3. This “vast realm” was a real-life bit of particularly seamy London real estate that covered about half a mile, suggesting the limited range and quality of Shadwell’s real influence.
4. Paper was expensive. When books ceased to sell, their paper would be ripped out and used for other purposes—sometimes to line pie tins, sometimes as toilet paper.
5. Dryden thought his translations of Homer and Virgil were particularly bad.
6. Cheated booksellers 7. Henry Herringman was Shadwell’s and Dryden’s publisher.
8. The son of Aeneas
9. Hasdrubal famously made his son Hannibal, ruler of the Carthaginians, swear to hate Rome forever.
10. The application of sacramental oil at a coronation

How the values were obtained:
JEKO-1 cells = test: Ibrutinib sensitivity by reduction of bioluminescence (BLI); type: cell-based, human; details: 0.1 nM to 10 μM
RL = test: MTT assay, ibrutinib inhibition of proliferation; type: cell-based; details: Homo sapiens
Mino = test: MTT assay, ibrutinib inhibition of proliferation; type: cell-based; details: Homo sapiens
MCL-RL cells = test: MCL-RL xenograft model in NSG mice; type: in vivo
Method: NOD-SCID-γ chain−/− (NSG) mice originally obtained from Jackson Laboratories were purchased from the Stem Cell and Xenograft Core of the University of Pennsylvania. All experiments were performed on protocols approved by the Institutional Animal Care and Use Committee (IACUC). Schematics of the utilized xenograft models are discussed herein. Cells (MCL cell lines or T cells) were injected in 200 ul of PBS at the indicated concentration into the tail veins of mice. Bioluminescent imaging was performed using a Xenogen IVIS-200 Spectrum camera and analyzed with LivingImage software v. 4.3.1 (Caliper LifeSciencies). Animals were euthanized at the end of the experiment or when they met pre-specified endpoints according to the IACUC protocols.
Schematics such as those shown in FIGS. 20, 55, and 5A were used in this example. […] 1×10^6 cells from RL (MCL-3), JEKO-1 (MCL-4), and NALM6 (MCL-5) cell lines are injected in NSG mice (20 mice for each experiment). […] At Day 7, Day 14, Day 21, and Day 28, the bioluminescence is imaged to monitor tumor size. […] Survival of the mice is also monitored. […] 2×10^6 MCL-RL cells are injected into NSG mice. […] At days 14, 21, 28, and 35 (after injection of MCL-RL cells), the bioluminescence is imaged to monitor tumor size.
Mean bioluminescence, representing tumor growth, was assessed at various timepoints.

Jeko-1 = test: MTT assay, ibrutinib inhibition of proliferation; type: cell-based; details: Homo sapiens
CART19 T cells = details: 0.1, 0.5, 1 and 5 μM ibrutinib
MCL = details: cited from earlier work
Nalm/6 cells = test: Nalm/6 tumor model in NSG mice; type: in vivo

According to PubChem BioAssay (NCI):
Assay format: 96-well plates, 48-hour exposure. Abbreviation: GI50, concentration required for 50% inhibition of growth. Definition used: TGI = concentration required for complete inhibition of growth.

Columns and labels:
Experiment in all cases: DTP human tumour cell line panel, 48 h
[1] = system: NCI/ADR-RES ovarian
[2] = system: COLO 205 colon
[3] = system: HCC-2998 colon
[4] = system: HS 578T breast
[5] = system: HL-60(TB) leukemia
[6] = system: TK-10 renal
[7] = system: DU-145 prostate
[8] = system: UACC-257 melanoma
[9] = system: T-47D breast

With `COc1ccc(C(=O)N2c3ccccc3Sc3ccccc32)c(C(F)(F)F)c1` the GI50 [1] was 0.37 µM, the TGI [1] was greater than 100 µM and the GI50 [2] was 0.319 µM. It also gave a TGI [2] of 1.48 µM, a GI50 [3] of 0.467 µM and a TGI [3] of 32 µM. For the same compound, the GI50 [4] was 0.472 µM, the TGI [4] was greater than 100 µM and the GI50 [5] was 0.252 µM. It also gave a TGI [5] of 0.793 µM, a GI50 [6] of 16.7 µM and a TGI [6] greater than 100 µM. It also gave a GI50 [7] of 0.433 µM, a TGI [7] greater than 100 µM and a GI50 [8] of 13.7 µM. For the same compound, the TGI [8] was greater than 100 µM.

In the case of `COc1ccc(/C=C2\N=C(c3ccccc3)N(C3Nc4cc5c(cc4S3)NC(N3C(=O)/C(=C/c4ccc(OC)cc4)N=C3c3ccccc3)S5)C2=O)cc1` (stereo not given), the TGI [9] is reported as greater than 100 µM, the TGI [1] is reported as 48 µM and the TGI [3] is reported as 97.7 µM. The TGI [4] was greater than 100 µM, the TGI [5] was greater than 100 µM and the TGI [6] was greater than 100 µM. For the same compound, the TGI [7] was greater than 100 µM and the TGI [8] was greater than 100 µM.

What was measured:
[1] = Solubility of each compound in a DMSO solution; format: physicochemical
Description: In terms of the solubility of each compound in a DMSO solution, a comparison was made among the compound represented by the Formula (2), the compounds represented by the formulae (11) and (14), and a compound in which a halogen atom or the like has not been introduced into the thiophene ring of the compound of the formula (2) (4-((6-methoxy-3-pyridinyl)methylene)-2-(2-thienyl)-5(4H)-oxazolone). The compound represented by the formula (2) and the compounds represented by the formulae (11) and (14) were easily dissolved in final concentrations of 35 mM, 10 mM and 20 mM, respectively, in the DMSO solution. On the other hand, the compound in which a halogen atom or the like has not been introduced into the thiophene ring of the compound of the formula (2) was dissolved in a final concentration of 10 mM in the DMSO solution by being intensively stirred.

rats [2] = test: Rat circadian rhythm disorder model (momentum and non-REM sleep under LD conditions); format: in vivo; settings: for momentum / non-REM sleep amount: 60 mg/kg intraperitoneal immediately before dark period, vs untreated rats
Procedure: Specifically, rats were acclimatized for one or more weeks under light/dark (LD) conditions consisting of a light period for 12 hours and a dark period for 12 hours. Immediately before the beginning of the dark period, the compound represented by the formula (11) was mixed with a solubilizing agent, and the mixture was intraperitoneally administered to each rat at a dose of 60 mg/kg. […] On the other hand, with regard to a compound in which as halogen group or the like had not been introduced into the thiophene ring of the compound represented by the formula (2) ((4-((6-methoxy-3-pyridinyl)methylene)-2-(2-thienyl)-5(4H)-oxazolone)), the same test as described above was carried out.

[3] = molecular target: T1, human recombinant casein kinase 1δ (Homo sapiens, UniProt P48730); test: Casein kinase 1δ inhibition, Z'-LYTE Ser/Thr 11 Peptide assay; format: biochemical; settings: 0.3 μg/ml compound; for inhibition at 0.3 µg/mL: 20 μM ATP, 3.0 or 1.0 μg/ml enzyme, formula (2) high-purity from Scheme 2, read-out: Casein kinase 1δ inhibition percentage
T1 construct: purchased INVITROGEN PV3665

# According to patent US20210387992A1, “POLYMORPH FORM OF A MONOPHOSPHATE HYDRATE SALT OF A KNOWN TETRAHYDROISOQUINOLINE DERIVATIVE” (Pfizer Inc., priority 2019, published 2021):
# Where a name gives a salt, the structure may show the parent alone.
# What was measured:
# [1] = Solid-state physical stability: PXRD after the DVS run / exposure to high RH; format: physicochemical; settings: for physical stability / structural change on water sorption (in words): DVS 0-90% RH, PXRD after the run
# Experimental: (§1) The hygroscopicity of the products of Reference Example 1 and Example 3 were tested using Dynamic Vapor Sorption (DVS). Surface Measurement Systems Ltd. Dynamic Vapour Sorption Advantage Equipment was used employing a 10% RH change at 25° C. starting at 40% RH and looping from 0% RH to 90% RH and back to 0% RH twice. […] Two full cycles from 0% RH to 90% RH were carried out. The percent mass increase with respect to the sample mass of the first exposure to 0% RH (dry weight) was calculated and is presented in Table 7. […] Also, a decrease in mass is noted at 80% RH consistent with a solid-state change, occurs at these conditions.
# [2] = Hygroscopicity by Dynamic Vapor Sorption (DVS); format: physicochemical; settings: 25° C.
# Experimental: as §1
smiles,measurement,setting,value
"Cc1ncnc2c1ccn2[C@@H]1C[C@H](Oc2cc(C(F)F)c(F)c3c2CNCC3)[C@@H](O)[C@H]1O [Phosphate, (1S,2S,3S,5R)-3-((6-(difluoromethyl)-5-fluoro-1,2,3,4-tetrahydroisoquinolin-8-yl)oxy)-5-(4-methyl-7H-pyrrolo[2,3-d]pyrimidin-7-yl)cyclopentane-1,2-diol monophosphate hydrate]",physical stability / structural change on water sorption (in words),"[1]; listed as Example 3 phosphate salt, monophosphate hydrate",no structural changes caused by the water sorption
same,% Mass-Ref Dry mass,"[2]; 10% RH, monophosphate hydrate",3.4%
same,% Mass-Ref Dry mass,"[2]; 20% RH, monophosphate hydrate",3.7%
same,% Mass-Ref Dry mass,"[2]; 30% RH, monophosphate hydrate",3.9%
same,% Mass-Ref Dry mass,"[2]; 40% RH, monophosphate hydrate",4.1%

1. Another one of Shadwell’s plays
2. During the coronation, a British monarch holds two symbols of the throne: a globe (also known as a ball) in the left hand, to represent the world, and a scepter in the right hand to symbolize the monarch’s power over the temporal world. Shadwell holds a mug of ale and a copy of Flecknoe’s worst play. His crown is of poppies, which symbolize dullness and also hint at Shadwell’s addiction to opium.
3. According to Plutarch (whom Dryden helped to translate), Romulus, the founder of Rome, predicted his reign from twelve vultures near the River Tiber.
4. his hair
5. This sounds impressive, but if you actually map it, Shadwell’s territory is nothing but ocean.
6. Sir George Etherege, a contemporary playwright. The characters mentioned in the next few lines come from his plays.
1. Sir Charles Sedley, a poet and playwright with a reputation for wit, contributed the prologue to Shadwell’s Epsom-Wells. Dryden is suggesting that perhaps he actually contributed much more than that.